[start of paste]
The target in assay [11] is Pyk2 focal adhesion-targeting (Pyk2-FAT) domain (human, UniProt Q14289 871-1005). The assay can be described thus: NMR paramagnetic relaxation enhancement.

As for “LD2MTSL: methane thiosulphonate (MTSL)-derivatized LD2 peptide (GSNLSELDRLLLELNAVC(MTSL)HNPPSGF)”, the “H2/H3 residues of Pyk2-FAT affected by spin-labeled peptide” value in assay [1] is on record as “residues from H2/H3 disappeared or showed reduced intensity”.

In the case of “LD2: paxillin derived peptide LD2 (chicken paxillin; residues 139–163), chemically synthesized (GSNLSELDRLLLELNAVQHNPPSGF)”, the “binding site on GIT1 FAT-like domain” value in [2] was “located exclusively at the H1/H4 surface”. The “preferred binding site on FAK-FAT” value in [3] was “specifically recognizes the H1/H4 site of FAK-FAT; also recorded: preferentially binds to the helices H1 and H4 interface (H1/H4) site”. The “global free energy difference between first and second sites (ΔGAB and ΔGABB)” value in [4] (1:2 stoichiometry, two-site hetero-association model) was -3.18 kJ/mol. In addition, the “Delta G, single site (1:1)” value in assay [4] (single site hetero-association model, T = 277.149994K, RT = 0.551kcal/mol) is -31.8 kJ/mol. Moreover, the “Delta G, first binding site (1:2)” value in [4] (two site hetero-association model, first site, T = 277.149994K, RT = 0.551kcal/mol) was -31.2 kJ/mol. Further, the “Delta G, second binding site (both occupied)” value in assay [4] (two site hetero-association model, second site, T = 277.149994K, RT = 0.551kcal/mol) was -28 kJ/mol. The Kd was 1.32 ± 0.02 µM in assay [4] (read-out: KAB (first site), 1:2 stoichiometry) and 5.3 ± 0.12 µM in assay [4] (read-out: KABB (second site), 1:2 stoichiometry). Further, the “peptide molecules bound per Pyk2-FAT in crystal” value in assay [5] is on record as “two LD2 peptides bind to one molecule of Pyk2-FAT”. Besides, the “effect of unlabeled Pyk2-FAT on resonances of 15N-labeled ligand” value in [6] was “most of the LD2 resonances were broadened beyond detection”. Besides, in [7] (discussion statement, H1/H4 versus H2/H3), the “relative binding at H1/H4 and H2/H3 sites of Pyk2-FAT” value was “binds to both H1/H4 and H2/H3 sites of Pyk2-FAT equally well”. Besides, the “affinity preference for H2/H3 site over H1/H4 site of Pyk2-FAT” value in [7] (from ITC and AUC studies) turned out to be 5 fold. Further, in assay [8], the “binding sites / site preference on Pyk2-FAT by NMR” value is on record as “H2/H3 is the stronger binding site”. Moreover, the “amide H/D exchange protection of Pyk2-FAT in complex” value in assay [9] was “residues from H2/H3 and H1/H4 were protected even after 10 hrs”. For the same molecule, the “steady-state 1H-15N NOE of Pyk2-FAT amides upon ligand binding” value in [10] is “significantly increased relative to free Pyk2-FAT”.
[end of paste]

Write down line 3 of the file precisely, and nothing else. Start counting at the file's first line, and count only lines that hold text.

In the case of “LD2: paxillin derived peptide LD2 (chicken paxillin; residues 139–163), chemically synthesized (GSNLSELDRLLLELNAVQHNPPSGF)”, the “binding site on GIT1 FAT-like domain” value in [2] was “located exclusively at the H1/H4 surface”. The “preferred binding site on FAK-FAT” value in [3] was “specifically recognizes the H1/H4 site of FAK-FAT; also recorded: preferentially binds to the helices H1 and H4 interface (H1/H4) site”. The “global free energy difference between first and second sites (ΔGAB and ΔGABB)” value in [4] (1:2 stoichiometry, two-site hetero-association model) was -3.18 kJ/mol. In addition, the “Delta G, single site (1:1)” value in assay [4] (single site hetero-association model, T = 277.149994K, RT = 0.551kcal/mol) is -31.8 kJ/mol. Moreover, the “Delta G, first binding site (1:2)” value in [4] (two site hetero-association model, first site, T = 277.149994K, RT = 0.551kcal/mol) was -31.2 kJ/mol. Further, the “Delta G, second binding site (both occupied)” value in assay [4] (two site hetero-association model, second site, T = 277.149994K, RT = 0.551kcal/mol) was -28 kJ/mol. The Kd was 1.32 ± 0.02 µM in assay [4] (read-out: KAB (first site), 1:2 stoichiometry) and 5.3 ± 0.12 µM in assay [4] (read-out: KABB (second site), 1:2 stoichiometry). Further, the “peptide molecules bound per Pyk2-FAT in crystal” value in assay [5] is on record as “two LD2 peptides bind to one molecule of Pyk2-FAT”. Besides, the “effect of unlabeled Pyk2-FAT on resonances of 15N-labeled ligand” value in [6] was “most of the LD2 resonances were broadened beyond detection”. Besides, in [7] (discussion statement, H1/H4 versus H2/H3), the “relative binding at H1/H4 and H2/H3 sites of Pyk2-FAT” value was “binds to both H1/H4 and H2/H3 sites of Pyk2-FAT equally well”. Besides, the “affinity preference for H2/H3 site over H1/H4 site of Pyk2-FAT” value in [7] (from ITC and AUC studies) turned out to be 5 fold. Further, in assay [8], the “binding sites / site preference on Pyk2-FAT by NMR” value is on record as “H2/H3 is the stronger binding site”. Moreover, the “amide H/D exchange protection of Pyk2-FAT in complex” value in assay [9] was “residues from H2/H3 and H1/H4 were protected even after 10 hrs”. For the same molecule, the “steady-state 1H-15N NOE of Pyk2-FAT amides upon ligand binding” value in [10] is “significantly increased relative to free Pyk2-FAT”.